After just a day with his garage open to donations, Allan Love said he’s sent out a pickup load out to evacuation centres. He’s looking to keep sending more donations as needed. Dustin Godfrey/Western News After just a day with his garage open to donations, Allan Love said he’s sent out a pickup load out to evacuation centres. He’s looking to keep sending more donations as needed. Dustin Godfrey/Western News

Penticton man’s wildfire aide efforts bearing fruit

Allan Love says he’s already sent out a pickup load of supplies and found housing for some evacuees

A Penticton man’s grassroots efforts to provide aid for those displaced by the seemingly endless list of wildfires ravaging the province is gaining momentum, with a truckload of supplies already sent out.

The “Cache Creek / Ashcroft to 100 Mile Evac & Support Group” on Facebook was set up by Allan Love in Penticton, but it’s quickly-growing member base is spread across B.C., all looking to provide some help to the thousands displaced by the more than 220 wildfires in the province.

Quickly reaching 100 members just hours after the group’s formation on Saturday, there are now 550 members offering a hand in various ways.

“I’m an old forestry firefighter, myself, so I know the hardships that the people will be going through, as I’ve been on the fighting end of it,” Love said. “I know how much it could actually suck. I just want to give anyone who needs help as much help as I can possibly give them whether it’s through myself or through proxy.”

Related: Princeton fire grows to 2,700 hectares overnight

If Love isn’t able to provide the help that an evacuee is needing, he said hopefully one of the 550 — and growing — members of his group will be able to.

Love said clothing, food and shelter make up the bulk of what the group is offering, with numerous members offering to make room in their homes for the evacuees.

“I, myself, am even willing to put up a couple of people inside my house, I can put up a couple more people inside my camper, and I‘ve got lots of room for RVs or tents for camping,” Love said. “I can help out even some of them, myself, with food and whatnot, too.”

Love has set his garage up at 101 Nelson Street as an ad hoc donation centre, clearing space to hold items earmarked for evacuees, with the closest donation centres set up in the Lower Mainland and in Kamloops.

Related: Barns available fore wildfire evacuees

“I’ve even got three truckloads coming down later just from Kelowna area,” Love said, adding that he’s been in touch with groups like the Salvation Army.

“I’m working with different organizations to get transport from my place up to the Kamloops centres, to the (Emergency Social Services) there, and then it’ll get distributed from there to Prince George, or wherever else is requiring whatever.”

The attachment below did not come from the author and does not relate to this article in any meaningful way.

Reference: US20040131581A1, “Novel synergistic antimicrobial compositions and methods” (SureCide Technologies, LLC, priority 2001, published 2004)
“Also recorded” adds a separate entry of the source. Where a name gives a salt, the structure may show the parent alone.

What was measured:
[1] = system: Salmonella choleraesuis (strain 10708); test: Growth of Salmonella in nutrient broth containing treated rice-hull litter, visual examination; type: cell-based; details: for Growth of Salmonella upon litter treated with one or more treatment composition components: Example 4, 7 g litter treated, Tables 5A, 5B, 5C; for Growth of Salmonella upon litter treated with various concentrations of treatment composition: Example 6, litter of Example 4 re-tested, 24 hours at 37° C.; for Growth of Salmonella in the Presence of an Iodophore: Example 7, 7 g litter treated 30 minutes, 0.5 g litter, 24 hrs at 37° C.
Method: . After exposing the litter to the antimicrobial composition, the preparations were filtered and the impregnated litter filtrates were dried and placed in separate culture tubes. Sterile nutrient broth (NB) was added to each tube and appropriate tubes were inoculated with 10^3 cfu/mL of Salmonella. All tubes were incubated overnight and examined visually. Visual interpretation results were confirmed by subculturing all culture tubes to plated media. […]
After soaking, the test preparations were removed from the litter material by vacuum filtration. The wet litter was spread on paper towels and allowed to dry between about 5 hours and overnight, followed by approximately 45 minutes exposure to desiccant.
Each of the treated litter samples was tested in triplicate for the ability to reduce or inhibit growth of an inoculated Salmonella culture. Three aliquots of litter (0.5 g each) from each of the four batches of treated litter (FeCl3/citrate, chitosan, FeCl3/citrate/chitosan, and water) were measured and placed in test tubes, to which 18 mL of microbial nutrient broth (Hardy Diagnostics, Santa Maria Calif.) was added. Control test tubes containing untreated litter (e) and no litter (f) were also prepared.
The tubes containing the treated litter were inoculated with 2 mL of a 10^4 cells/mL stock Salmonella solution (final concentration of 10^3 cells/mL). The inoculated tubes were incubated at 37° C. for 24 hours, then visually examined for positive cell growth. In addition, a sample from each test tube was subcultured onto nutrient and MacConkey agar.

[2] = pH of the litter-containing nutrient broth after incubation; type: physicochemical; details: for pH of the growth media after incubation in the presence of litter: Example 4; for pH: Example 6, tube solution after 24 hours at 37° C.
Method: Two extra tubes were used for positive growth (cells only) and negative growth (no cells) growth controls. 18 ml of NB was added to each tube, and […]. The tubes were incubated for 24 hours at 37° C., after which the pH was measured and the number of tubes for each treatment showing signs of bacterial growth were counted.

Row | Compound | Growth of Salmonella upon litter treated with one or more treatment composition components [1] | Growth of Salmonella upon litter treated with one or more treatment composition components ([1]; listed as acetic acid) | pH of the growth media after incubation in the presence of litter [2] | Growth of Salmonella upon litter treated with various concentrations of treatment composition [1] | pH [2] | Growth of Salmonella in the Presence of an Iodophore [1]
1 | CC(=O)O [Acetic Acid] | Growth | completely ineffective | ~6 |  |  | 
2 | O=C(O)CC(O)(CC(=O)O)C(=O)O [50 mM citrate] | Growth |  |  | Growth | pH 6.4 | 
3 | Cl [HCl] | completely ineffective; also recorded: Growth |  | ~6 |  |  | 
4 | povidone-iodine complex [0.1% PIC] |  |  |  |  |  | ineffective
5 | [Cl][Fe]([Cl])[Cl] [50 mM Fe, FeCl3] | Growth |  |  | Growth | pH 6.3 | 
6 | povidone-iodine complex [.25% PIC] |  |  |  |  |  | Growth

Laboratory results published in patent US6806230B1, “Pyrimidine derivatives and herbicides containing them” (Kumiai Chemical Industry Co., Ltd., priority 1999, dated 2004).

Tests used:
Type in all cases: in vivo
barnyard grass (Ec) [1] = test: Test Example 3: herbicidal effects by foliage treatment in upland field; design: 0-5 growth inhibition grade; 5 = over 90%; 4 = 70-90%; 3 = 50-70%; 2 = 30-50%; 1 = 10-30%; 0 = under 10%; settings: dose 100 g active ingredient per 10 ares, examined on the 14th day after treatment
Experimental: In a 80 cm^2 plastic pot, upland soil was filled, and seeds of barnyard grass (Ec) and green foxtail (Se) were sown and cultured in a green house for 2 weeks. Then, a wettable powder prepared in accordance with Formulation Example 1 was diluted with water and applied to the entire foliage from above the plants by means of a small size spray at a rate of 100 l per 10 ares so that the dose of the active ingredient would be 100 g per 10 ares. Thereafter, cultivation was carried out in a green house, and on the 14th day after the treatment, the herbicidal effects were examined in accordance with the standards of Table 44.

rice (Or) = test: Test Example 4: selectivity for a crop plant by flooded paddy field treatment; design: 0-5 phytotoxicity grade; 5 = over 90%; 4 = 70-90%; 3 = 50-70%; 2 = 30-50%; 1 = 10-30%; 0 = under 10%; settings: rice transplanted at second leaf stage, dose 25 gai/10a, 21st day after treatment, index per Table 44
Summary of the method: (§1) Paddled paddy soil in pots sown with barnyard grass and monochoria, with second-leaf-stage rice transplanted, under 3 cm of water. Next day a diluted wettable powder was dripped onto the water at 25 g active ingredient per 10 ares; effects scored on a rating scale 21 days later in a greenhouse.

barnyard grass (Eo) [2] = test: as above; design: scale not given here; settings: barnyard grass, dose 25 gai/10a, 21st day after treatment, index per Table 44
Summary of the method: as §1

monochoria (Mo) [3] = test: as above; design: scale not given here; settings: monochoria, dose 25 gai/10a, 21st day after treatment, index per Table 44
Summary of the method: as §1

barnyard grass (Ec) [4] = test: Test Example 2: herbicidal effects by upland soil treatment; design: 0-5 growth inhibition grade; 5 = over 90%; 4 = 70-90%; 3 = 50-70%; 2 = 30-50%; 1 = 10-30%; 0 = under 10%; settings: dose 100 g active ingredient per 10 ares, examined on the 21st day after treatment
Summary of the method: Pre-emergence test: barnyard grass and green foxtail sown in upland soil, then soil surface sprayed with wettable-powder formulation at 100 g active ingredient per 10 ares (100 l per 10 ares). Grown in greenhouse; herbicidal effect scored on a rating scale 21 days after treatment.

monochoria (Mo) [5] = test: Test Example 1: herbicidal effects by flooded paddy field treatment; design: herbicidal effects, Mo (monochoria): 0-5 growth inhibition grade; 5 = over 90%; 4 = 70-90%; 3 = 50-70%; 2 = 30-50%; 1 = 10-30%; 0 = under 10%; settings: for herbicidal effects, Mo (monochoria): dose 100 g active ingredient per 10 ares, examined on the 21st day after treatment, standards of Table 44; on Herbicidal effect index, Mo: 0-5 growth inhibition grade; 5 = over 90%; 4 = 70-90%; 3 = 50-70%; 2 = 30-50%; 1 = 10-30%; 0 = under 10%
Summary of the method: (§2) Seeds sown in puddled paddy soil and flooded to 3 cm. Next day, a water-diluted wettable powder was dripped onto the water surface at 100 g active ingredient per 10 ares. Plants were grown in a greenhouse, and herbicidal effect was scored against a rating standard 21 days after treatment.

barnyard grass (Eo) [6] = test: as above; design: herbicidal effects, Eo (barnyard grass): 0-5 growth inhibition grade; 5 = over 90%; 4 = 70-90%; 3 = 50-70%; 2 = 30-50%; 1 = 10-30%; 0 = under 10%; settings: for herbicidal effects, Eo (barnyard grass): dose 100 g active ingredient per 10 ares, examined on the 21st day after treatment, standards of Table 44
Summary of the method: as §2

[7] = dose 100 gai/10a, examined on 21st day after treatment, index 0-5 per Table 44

About a pickup load has already been sent out from Love’s place in Penticton up to Kamloops, which he said is a good start so far.

“Considering I’ve only actually opened up my garage since (Monday),” he said.

“Basic things that we’re asking for is personal hygiene products right now, a lot of that stuff is always the most overlooked. Of course, water’s always great to have, too, but other groups that are from Alberta, they’re sending mass amounts of fluids.”

Love said he’s also seeing requests for clothing, with many evacuated in early days having cycled through all of their clean clothes. Members in the group span across the province, with Facebook profiles showing up from the coast, up to Lillooet and as far out as Calgary.

Related: Thick smoke still blankets Ashcroft

That, Love said, will help to spread group’s ability to provide help wherever it’s needed, especially with most of the fires in the Cariboo region — far away from Love’s home in Penticton. The group has also managed to help house several people, pointing to a woman named Mia, who came to the area with her boyfriend and their baby.

“They’re set up completely with everything that they need in Kamloops, so I’m quite thrilled with that,” he said, adding that people have found housing through the group up and down the Okanagan Valley.

But the giving spirit hasn’t ended with those with space to spare — Love pointed to one man who offered to help out however he can, despite himself being an evacuee.

Love said he’s offered a helping hand to others in need before, but never anything on this scale.

“I’m winging it, doing what I can,” he said. “It sucks to be down, so I may as well do what I can to make their life better and easier.”

Related: Airbnb hosts open their homes to wildfire evacuees

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